When I left my job as director of literature of the National Endowment for the Arts early last year, I opened this nonprofit lending library and used bookshop in a working-class Los Angeles neighborhood called Boyle Heights. The shared Jewish and Mexican heritage of the neighborhood gives the shop its name: Libros Schmibros. I opened up last year on the day that neighborhood public libraries all over town were giving up their Monday hours because of budget cuts. For now at least, this story has a happy ending because Libros Schmibros has become a genuine, if precarious, success, and the smart electorate of Los Angeles has voted to add back those lost library hours.
But what if the library hadn’t reopened on Mondays? What if the anti-tax zealots had capitalized on the opening of Libros Schmibros to make the case that library funding isn’t necessary? What if, they argue, that quixotic volunteers like me are always going to step forward to do what government supposedly can’t afford to do anymore? It’s a fair question, since I don’t want to be Exhibit A in anybody’s push to defund public services. I don’t want to be anybody’s point of light. I only opened Libros Schmibros because I thought it was criminally shortsighted for my city to be laying off librarians. I also suspected that opening a lending library would be a gas and a half – if admittedly nobody’s ticket to riches.
But there’s always been a word for people like me who will do what other people have historically been way better paid to do, and it’s not volunteer either — it’s scab. Sure nobody’s trying to break the librarians union for money here the way a scab or a strike breaker would. But today any kid can walk into my shop and borrow a book without consulting the much better-qualified librarians down the block. I hope that doesn’t make me a scab, but I wonder.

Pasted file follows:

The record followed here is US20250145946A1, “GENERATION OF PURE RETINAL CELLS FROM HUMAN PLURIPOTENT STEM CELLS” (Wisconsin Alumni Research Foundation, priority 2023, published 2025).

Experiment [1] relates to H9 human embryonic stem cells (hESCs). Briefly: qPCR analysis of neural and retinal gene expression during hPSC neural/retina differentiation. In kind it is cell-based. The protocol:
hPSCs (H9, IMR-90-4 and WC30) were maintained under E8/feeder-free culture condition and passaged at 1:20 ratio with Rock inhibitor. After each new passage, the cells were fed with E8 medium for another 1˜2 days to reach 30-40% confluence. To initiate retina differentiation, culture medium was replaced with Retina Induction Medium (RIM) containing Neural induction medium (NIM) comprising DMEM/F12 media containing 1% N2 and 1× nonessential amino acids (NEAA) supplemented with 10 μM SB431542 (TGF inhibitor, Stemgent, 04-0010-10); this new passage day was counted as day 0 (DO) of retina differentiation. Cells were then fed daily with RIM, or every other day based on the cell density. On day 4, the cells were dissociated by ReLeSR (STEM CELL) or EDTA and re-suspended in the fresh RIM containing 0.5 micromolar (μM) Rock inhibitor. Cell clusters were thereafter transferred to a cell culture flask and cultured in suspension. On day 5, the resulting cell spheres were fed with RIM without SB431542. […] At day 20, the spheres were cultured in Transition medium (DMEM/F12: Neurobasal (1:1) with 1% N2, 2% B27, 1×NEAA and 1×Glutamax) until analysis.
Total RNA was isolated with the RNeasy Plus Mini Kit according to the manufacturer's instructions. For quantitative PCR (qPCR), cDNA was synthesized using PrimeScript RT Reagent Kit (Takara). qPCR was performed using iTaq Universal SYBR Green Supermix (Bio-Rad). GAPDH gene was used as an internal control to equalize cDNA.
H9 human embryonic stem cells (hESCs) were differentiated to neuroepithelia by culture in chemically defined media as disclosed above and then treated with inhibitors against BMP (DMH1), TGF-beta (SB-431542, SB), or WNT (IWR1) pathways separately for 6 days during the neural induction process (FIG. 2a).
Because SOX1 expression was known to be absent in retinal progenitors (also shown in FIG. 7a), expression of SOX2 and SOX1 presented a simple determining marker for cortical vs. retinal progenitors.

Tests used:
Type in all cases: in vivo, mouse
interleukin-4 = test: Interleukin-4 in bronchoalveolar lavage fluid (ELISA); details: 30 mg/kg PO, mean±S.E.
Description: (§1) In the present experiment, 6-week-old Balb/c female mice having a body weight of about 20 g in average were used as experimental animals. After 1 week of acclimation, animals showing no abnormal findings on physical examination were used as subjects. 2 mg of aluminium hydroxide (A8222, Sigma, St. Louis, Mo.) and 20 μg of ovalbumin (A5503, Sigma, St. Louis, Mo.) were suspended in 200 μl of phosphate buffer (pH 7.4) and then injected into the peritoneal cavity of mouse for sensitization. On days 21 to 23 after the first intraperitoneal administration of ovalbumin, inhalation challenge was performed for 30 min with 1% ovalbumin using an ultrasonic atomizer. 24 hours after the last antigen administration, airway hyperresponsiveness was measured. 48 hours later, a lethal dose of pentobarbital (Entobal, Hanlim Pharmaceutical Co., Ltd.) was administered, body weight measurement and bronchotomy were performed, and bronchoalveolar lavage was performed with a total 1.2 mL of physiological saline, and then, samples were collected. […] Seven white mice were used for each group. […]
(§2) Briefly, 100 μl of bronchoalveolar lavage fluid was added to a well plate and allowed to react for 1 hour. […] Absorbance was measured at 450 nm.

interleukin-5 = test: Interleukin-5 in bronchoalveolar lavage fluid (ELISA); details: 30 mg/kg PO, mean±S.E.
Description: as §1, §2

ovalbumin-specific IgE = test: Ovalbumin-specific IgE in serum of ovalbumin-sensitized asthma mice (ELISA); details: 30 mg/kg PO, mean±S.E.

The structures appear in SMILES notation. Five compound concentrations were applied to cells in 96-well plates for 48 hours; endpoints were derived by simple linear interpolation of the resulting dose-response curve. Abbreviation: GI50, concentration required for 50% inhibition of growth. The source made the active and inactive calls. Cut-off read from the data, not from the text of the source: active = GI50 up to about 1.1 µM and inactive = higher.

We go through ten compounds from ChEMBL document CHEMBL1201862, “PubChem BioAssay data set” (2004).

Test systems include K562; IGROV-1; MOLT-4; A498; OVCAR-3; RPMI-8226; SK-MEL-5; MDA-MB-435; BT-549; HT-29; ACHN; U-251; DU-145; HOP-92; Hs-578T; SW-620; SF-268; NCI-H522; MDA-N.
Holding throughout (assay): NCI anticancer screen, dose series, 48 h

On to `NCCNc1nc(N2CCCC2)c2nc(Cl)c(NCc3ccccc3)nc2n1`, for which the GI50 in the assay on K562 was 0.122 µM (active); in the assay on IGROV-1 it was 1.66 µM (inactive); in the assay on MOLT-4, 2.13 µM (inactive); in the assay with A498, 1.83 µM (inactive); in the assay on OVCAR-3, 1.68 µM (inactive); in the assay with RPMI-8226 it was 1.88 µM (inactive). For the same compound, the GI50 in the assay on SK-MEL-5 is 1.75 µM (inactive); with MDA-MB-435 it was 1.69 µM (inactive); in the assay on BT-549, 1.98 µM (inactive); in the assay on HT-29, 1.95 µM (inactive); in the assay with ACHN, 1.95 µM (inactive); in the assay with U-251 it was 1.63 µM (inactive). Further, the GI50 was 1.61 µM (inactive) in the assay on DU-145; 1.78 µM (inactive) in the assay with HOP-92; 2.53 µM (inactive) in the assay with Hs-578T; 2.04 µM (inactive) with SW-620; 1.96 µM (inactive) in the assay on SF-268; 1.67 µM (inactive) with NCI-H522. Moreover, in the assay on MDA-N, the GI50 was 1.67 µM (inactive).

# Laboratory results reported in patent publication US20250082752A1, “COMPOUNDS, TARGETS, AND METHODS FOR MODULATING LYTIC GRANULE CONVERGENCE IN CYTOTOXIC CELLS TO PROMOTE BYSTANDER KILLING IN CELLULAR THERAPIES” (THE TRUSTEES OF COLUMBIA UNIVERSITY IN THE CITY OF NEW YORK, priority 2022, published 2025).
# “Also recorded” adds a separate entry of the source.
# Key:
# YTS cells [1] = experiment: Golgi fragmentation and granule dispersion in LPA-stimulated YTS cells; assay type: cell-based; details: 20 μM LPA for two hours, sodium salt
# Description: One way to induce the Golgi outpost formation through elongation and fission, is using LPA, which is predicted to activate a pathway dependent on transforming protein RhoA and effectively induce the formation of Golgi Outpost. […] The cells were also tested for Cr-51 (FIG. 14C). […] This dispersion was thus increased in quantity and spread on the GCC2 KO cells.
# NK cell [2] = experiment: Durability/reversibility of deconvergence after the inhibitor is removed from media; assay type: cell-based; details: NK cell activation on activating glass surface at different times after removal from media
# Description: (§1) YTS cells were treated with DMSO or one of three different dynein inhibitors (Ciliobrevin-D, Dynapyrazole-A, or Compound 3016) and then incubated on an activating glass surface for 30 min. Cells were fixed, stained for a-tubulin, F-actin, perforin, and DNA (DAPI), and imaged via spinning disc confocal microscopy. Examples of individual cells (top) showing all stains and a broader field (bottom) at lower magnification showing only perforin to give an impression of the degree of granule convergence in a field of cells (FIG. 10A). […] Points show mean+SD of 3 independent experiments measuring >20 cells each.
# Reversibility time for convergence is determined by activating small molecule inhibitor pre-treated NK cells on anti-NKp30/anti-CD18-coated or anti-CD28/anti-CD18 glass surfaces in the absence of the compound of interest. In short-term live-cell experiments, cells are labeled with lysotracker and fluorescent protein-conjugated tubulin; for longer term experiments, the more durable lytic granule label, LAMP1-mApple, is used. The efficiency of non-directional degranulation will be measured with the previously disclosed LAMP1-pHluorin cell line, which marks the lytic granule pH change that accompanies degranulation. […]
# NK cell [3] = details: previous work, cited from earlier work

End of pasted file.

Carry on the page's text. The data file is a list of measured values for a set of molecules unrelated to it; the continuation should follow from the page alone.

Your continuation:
Up to a point, of course, this is all pathetic liberal handwringing. Tax-cutters are the last people to worry much about the public servants they throw directly into poverty with their layoffs. But these questions have consequences well beyond public libraries. Who needs cops when vigilantes are so much cheaper? And who exactly do you want playing librarian in Boyle Heights? An underemployed book critic and federal arts administrator like me? Or that crackerjack youth librarian who can get kids to cough up the name of the only book they’ve ever finished, and then immediately recommend five more like it?
Pretty obviously, we get what we pay for. Volunteers like me are way better than nothing, but nowhere near as good as the real thing. We’re not scabs, we’re amateurs, doing what we do because we love it, and because there’s a need. Not for a minute would I ever want to preempt the work of real librarians, like all the great ones who inspired me to create Libros Schmibros in the first place. Besides, lots of volunteers like me do get paid, in a way. We get paid to reinvent ourselves by a program just as valuable, and just as vulnerable lately, as library funding. You see, my biggest source of income since I started Libros Schmibros has been my unemployment insurance. And, barring any longshot extensions, it’s about to run out.